Who Is Gobo Fango, An Enslaved Boy From Southern Africa?


Gobo Fango was thought to have been adopted by a loving white family. That couldn’t be further from the truth; Fango’s story is one of slavery.

Gobo Fango belonged to the Gcaleka tribe, a sub-tribe of the Xhosa people. Fango was born in 1855 in the Eastern Cape Colony of what is now South Africa, right before the Xhosa Wars began.

The battles brought hardship to the Xhosa people, forcing his mother to abandon him when he was three years old. She abandoned him in the crotch of a tree, where he was later discovered by the sons of English-speaking settlers on the Cape Frontier, Henry and Ruth Talbot.

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He was claimed by the Talbots and raised as an indentured servant. Latter-day Saint (LDS) missionaries baptized the Talbot family two years later, in 1857. Soon after, the Talbots sold their goods and prepared to relocate to Utah Territory. They boarded the ship Race Horse on February 20, 1861, heading for Boston, Massachusetts, and then took a train to Chicago, Illinois.

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Arriving in Chicago on the eve of the Civil War, abolitionists accused the Talbots of transporting a slave across the free states, forcing them to conceal the six-year-old beneath the skirts of a passenger until the search was completed.

The Talbots resumed their trek, passing through Iowa and Nebraska before arriving in Utah. On September 13, 1861, they arrived in Salt Lake City. Fango, now a teenager, worked as a farm hand for the Talbots. Fango experienced frostbite and lost toes as a result of the cold weather and lack of adequate shoes, leaving him to walk with a limp.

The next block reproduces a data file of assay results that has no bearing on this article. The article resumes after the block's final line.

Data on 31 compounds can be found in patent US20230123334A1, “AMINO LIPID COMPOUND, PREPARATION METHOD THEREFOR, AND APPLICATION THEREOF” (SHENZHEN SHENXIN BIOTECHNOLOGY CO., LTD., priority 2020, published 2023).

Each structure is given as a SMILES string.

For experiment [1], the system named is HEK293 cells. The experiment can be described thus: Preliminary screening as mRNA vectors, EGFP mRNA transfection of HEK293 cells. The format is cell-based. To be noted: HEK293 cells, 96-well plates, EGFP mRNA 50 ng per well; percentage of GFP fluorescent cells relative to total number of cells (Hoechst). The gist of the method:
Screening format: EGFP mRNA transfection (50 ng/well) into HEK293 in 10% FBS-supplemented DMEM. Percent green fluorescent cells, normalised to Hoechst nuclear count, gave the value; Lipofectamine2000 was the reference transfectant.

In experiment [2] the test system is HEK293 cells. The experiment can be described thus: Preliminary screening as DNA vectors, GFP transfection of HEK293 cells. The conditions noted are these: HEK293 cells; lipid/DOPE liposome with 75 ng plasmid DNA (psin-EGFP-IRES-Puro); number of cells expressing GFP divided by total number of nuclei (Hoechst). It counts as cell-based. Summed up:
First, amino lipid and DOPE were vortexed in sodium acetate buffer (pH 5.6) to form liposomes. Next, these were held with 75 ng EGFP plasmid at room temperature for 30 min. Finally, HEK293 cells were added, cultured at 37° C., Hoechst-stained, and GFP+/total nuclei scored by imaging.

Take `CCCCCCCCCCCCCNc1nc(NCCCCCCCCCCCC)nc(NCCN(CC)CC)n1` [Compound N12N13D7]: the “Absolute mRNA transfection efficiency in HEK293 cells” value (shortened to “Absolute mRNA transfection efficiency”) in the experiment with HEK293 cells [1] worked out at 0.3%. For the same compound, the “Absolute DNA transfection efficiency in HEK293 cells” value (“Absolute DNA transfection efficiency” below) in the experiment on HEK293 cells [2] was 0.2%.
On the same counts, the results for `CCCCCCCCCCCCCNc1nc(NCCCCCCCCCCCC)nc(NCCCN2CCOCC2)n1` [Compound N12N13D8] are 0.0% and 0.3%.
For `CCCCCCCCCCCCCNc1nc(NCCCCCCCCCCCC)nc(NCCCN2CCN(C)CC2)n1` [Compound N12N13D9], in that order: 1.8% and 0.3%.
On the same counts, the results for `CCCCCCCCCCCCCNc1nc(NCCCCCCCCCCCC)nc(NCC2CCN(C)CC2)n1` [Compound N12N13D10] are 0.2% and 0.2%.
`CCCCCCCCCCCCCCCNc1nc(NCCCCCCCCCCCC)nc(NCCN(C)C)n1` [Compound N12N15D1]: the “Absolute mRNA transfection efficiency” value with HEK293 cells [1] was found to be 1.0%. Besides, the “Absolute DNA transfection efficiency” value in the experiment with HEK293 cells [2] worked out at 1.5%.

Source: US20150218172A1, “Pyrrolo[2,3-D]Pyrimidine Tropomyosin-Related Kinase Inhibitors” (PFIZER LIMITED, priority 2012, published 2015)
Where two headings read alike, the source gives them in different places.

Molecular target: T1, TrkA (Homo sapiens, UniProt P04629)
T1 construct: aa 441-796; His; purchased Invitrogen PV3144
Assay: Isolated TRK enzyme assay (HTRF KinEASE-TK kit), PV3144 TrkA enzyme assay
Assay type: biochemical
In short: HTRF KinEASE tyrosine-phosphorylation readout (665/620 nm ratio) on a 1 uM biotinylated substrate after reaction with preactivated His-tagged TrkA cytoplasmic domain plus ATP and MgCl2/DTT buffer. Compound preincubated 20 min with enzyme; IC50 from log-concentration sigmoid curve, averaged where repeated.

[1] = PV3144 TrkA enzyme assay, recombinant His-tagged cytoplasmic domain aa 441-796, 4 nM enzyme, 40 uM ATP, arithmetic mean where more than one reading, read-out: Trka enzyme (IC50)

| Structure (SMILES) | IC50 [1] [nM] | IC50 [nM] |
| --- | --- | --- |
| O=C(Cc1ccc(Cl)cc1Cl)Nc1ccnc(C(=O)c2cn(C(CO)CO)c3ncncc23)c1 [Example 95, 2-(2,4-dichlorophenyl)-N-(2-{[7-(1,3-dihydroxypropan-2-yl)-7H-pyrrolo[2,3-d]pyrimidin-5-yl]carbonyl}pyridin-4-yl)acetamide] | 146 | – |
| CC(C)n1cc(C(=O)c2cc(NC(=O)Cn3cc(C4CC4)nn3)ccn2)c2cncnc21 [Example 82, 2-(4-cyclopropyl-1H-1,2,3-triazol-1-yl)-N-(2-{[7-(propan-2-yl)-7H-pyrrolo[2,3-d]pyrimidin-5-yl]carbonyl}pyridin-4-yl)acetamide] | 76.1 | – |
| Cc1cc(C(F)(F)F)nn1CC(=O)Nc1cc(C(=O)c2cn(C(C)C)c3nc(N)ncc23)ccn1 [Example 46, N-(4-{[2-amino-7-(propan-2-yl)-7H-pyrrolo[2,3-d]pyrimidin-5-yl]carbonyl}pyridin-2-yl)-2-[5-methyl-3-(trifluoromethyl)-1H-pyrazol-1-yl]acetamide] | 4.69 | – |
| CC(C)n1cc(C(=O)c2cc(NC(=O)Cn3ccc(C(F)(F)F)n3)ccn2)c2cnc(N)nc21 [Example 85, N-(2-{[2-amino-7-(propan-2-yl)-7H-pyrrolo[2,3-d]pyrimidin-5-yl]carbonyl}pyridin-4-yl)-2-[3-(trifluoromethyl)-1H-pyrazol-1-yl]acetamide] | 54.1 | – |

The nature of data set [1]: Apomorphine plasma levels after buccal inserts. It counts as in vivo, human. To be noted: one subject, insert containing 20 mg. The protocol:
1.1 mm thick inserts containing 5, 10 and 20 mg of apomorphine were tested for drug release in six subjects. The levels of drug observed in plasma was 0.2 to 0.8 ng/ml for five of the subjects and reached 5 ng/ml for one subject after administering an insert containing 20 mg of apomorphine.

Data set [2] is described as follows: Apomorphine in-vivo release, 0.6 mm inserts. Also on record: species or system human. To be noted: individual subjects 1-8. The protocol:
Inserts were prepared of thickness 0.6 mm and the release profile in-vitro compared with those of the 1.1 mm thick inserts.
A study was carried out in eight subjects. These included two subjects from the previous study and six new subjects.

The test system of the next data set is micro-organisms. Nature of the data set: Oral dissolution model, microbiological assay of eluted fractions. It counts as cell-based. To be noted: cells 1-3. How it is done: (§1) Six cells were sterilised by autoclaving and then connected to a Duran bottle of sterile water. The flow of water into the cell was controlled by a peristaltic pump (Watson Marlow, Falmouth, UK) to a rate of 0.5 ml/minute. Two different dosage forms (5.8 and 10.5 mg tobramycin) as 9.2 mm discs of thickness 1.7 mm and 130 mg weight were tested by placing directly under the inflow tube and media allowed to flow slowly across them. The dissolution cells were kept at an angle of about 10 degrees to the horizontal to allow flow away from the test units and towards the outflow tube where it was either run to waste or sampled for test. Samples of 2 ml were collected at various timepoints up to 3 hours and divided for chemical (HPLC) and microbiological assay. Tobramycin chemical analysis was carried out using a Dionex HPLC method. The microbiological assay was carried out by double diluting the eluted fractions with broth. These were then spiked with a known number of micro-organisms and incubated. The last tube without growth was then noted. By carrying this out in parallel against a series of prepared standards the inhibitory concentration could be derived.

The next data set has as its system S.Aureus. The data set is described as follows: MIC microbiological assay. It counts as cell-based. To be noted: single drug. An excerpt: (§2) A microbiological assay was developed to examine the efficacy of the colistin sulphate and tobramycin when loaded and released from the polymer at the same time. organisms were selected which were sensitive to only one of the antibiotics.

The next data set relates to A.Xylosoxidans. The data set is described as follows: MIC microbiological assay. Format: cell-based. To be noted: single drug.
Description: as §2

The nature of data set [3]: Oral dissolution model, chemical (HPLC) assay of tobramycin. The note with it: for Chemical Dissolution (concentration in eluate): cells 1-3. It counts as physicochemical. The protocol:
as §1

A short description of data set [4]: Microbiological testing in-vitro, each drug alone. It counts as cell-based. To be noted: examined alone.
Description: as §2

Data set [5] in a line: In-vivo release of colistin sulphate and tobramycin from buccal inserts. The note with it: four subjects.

Despite knowing that Fango had been free since he was seven years old (the United States Congress had abolished slavery and indentured servitude in all United States territories), the Talbots sold him to the Lewis Whitesides family. He was sold to Ruth Whitesides Hunter again and taken to Grantsville, where he assisted the family with sheep herding.

Fango had arrived in Idaho Territory’s Goose Creek Valley by the early 1880s. He was free of all commitments to others by this stage and ran his own sheep herding ranch. Even at this late stage of his life, Fango was unable to live in peace. Fango became involved in the long-standing regional rivalry between cattlemen and sheep herders when cattlemen in Goose Creek issued an edict demanding the removal of all sheepmen from the valley in 1886.

Cowman Frank Bedke accused Fango of trespassing on cattle grazing land, but when Fango demanded proof of Bedke’s ownership of the land, Bedke refused. Bedke retaliated by shooting Fango.

Despite being mortally wounded, Fango was able to crawl to a nearby farmhouse and dictate his will, leaving money to several members of the Hunter family, the Salt Lake LDS Temple Fund, and people in need.

Bedke was charged with murder, but the jury was unable to reach a unanimous decision. In a retrial, the jury determined that Bedke killed Gobo Fango in self-defense, and he was acquitted. Fango died when he was 30 years old.


Written by How Africa News

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